Middle school students write ‘Letters of Hope’
COALDALE – A recent writing exercise for R.I. Baker Middle School Language Arts students was as much an exercise in empathy as it was about efficient expression with words.
The students were writing “Letters of Hope,” as part of a campaign to provide words of encouragement and well wishes for individuals receiving hospital care over the holidays.
“I’m wishing them a good Christmas and to keep up their courage,” Grade 6 student Ella Kasko said, of her letter. “I’d feel sad to be there (hospitalized) over Christmas.”
R.I Baker Vice-Principal Krista Gaskell, who encouraged her Grade 6 and 7 Language Arts students to participate in the letter writing campaign, said she introduced the letter project by talking with students about how Christmas isn’t a joyful time for everyone.
“We talked about how it can be a hard time for some people,” she said, adding the letters brought out students’ sensitive side. One student, for example, reminded the recipient “There’s only one you.”
“It’s that sensitive side we don’t usually see,” Gaskell said.
Several of the letters were quite touching, she said, adding “I’ll cry and I’m not in the hospital.”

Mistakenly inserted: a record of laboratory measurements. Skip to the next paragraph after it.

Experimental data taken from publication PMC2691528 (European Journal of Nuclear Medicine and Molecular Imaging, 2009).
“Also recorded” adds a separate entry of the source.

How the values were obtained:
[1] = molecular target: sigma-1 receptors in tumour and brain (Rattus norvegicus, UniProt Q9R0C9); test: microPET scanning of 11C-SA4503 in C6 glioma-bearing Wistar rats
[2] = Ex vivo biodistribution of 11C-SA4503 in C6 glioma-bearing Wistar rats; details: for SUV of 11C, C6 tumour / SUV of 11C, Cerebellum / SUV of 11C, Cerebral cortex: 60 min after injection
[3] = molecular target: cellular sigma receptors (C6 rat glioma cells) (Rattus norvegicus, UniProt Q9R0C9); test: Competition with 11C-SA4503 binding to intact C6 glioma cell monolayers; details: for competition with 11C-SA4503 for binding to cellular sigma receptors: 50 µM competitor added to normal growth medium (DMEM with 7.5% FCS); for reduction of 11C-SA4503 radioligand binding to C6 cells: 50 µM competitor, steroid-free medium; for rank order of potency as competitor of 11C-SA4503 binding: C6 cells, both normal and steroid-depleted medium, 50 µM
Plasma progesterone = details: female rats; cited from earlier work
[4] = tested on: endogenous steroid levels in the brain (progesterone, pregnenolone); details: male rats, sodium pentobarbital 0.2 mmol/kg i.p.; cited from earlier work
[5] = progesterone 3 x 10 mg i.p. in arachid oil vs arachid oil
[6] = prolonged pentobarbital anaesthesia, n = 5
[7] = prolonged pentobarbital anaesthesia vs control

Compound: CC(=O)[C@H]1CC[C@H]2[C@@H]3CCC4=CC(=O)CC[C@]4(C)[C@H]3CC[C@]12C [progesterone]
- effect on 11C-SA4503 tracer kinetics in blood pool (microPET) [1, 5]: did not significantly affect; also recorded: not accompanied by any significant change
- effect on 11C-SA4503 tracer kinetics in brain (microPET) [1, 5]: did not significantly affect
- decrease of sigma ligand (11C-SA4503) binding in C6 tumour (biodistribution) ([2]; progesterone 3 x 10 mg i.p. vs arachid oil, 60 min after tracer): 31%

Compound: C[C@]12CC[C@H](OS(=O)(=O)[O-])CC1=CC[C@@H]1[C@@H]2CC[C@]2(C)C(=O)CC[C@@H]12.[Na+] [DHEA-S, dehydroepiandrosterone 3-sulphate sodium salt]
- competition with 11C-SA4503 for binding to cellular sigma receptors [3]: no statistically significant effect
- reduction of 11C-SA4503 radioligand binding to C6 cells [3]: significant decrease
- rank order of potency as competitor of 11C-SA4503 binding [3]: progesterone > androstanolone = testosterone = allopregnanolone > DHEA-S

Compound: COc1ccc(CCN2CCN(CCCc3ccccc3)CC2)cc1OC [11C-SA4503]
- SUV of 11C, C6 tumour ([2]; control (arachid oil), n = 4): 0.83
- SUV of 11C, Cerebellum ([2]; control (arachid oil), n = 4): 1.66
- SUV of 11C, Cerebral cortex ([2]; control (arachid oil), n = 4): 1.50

“On this Christmas Day, I give you hope, love and caring,” stated one letter, carefully folded to create its own envelope.
Students Nic Unger, Carson Bartsch and Ben Dyck worked together on their creations, borrowing each other’s markers and crayons as they decorated their letters.
Dyck said he thought about “what kind of kid or adult would get” his message.
“I was trying to think of something nice to say,” Unger said. “I’ll feel happy that I made someone else’s day.”
Principal Jason Prebushewski said “Letters of Hope” is a great opportunity to give students a purpose for their writing, “and the empathy just comes out.”
The letter campaign was organized by Alberta Health Services, Volunteer Resources, in conjunction with the Operation Christmas Stocking Project. Messages from students in Lethbridge and area will be included in Christmas stockings presented to individuals in Alberta Health Services facilities on Christmas Day.
The concept owes its start to last year’s annual Chinook Regional Hospital Foundation Christmas Tree Festival. A tree decorated by the University of Lethbridge Bookstore was covered with letters from children which were then delivered to hospital patients.